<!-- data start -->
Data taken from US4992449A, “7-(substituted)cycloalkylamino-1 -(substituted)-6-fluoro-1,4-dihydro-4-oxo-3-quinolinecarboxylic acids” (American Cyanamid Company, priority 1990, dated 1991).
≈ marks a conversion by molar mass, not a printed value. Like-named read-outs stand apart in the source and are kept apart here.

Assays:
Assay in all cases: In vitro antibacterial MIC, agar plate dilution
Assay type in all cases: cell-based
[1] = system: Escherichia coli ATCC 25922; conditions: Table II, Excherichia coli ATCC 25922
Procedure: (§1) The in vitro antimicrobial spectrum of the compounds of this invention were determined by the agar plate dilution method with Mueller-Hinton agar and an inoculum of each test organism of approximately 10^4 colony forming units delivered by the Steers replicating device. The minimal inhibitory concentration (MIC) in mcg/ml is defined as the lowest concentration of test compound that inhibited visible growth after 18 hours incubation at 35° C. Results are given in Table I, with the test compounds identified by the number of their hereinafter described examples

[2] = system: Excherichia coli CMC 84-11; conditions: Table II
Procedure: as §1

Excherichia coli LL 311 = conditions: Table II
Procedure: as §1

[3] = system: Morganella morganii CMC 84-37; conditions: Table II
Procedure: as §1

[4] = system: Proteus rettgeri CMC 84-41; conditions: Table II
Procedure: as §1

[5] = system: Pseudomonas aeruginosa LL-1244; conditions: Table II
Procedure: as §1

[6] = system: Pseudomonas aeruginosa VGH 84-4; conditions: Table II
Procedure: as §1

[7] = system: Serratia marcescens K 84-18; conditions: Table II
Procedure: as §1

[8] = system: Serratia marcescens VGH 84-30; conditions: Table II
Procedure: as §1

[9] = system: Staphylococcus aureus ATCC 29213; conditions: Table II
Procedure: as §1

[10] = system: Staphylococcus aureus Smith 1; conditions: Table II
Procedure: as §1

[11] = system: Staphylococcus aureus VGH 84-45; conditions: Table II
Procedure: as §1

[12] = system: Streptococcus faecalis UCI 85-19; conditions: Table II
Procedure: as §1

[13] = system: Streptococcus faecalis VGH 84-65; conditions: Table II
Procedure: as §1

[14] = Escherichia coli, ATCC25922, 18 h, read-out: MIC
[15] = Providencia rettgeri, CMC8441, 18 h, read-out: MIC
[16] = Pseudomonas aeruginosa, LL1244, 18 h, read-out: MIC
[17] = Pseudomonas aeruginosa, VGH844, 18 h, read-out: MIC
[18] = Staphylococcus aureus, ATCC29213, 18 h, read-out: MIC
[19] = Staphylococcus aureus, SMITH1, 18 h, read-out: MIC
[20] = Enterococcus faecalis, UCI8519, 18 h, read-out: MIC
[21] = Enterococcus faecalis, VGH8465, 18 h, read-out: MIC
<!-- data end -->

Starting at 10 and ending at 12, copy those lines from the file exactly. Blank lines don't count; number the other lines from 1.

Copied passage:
Excherichia coli LL 311 = conditions: Table II
Procedure: as §1

[3] = system: Morganella morganii CMC 84-37; conditions: Table II